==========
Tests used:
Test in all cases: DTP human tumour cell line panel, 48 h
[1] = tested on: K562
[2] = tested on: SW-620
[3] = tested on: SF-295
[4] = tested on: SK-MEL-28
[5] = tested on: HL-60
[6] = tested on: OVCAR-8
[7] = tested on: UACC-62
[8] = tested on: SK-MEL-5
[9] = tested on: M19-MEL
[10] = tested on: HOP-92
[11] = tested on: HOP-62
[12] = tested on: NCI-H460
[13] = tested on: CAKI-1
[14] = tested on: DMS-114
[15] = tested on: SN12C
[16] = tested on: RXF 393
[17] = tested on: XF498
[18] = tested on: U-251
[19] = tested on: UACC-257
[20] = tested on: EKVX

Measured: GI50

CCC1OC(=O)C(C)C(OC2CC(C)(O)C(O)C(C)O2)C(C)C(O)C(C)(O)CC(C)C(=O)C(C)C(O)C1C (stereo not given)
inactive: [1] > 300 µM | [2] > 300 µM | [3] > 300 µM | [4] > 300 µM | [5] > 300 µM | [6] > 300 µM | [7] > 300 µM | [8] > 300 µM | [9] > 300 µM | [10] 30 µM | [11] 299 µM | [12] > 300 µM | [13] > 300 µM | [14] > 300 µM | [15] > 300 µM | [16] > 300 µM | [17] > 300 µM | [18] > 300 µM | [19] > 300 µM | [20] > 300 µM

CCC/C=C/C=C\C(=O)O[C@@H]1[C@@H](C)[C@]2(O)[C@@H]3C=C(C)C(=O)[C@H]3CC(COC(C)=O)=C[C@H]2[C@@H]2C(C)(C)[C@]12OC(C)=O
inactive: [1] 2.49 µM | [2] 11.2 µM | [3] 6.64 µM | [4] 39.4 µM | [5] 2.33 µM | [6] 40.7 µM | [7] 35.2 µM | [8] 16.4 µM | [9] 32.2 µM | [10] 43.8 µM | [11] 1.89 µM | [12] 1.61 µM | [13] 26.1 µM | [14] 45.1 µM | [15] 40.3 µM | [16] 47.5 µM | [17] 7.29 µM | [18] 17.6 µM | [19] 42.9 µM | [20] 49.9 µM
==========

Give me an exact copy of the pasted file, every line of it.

Tests used:
Test in all cases: DTP human tumour cell line panel, 48 h
[1] = tested on: K562
[2] = tested on: SW-620
[3] = tested on: SF-295
[4] = tested on: SK-MEL-28
[5] = tested on: HL-60
[6] = tested on: OVCAR-8
[7] = tested on: UACC-62
[8] = tested on: SK-MEL-5
[9] = tested on: M19-MEL
[10] = tested on: HOP-92
[11] = tested on: HOP-62
[12] = tested on: NCI-H460
[13] = tested on: CAKI-1
[14] = tested on: DMS-114
[15] = tested on: SN12C
[16] = tested on: RXF 393
[17] = tested on: XF498
[18] = tested on: U-251
[19] = tested on: UACC-257
[20] = tested on: EKVX

Measured: GI50

CCC1OC(=O)C(C)C(OC2CC(C)(O)C(O)C(C)O2)C(C)C(O)C(C)(O)CC(C)C(=O)C(C)C(O)C1C (stereo not given)
inactive: [1] > 300 µM | [2] > 300 µM | [3] > 300 µM | [4] > 300 µM | [5] > 300 µM | [6] > 300 µM | [7] > 300 µM | [8] > 300 µM | [9] > 300 µM | [10] 30 µM | [11] 299 µM | [12] > 300 µM | [13] > 300 µM | [14] > 300 µM | [15] > 300 µM | [16] > 300 µM | [17] > 300 µM | [18] > 300 µM | [19] > 300 µM | [20] > 300 µM

CCC/C=C/C=C\C(=O)O[C@@H]1[C@@H](C)[C@]2(O)[C@@H]3C=C(C)C(=O)[C@H]3CC(COC(C)=O)=C[C@H]2[C@@H]2C(C)(C)[C@]12OC(C)=O
inactive: [1] 2.49 µM | [2] 11.2 µM | [3] 6.64 µM | [4] 39.4 µM | [5] 2.33 µM | [6] 40.7 µM | [7] 35.2 µM | [8] 16.4 µM | [9] 32.2 µM | [10] 43.8 µM | [11] 1.89 µM | [12] 1.61 µM | [13] 26.1 µM | [14] 45.1 µM | [15] 40.3 µM | [16] 47.5 µM | [17] 7.29 µM | [18] 17.6 µM | [19] 42.9 µM | [20] 49.9 µM